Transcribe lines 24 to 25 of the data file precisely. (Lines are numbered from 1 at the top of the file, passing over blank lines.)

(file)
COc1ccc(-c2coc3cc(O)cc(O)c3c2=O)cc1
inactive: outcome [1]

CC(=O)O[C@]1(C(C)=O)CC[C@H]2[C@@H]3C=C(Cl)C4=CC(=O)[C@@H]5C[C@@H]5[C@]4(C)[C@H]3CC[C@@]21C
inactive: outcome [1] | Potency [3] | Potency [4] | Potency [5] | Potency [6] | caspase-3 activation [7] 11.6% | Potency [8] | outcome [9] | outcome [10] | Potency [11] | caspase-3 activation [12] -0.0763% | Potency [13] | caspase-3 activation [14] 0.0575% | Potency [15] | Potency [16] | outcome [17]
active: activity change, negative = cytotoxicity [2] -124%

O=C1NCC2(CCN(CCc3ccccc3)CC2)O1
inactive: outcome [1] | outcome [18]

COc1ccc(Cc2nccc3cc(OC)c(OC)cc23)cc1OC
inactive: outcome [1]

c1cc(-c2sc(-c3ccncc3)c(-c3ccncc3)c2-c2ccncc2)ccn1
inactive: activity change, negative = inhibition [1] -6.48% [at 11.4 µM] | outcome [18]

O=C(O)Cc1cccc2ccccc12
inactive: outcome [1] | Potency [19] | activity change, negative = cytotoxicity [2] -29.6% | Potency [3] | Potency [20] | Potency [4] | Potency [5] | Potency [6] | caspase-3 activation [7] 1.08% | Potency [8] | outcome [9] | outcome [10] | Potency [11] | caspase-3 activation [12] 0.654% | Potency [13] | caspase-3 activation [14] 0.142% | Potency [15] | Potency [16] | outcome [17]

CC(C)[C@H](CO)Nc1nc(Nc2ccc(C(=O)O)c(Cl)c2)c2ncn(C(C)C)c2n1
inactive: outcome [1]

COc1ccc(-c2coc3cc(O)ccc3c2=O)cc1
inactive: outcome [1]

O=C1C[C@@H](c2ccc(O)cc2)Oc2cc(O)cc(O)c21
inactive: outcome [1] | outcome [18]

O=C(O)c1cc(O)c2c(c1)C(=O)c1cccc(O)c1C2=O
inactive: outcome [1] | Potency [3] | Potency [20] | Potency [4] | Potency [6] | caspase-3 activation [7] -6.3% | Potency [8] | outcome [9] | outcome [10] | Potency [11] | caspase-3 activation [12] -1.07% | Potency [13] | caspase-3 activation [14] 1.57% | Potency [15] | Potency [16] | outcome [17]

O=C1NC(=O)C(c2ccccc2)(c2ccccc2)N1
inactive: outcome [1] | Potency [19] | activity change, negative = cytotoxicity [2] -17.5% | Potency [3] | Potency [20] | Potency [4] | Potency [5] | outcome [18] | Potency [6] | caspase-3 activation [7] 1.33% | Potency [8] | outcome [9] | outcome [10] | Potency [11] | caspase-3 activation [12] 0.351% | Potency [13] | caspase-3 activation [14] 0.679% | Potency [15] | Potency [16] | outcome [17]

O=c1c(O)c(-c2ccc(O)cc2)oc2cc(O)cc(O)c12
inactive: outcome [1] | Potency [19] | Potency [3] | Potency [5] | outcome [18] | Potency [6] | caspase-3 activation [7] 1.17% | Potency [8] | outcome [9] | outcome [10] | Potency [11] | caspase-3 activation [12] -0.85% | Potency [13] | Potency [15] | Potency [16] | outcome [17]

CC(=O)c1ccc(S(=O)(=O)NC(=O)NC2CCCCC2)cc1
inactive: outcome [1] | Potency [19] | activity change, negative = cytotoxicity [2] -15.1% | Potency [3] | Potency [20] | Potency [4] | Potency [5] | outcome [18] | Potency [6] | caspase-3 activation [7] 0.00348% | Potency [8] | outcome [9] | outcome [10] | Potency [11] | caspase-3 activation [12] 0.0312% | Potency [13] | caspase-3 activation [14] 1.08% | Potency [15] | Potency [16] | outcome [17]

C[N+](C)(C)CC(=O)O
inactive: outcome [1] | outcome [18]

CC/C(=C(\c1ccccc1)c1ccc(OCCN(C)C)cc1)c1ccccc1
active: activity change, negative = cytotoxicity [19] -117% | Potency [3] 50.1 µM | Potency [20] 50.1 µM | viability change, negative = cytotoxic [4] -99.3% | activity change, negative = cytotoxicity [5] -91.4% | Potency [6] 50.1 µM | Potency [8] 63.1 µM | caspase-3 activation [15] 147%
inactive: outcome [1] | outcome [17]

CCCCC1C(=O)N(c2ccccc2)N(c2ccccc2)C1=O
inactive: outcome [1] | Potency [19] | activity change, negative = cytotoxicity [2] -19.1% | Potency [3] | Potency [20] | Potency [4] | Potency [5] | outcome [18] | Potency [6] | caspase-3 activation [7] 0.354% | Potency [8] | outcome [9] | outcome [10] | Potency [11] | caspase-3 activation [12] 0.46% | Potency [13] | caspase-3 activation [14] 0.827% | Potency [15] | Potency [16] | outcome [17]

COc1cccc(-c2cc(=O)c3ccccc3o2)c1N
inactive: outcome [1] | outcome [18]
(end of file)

O=c1c(O)c(-c2ccc(O)cc2)oc2cc(O)cc(O)c12
inactive: outcome [1] | Potency [19] | Potency [3] | Potency [5] | outcome [18] | Potency [6] | caspase-3 activation [7] 1.17% | Potency [8] | outcome [9] | outcome [10] | Potency [11] | caspase-3 activation [12] -0.85% | Potency [13] | Potency [15] | Potency [16] | outcome [17]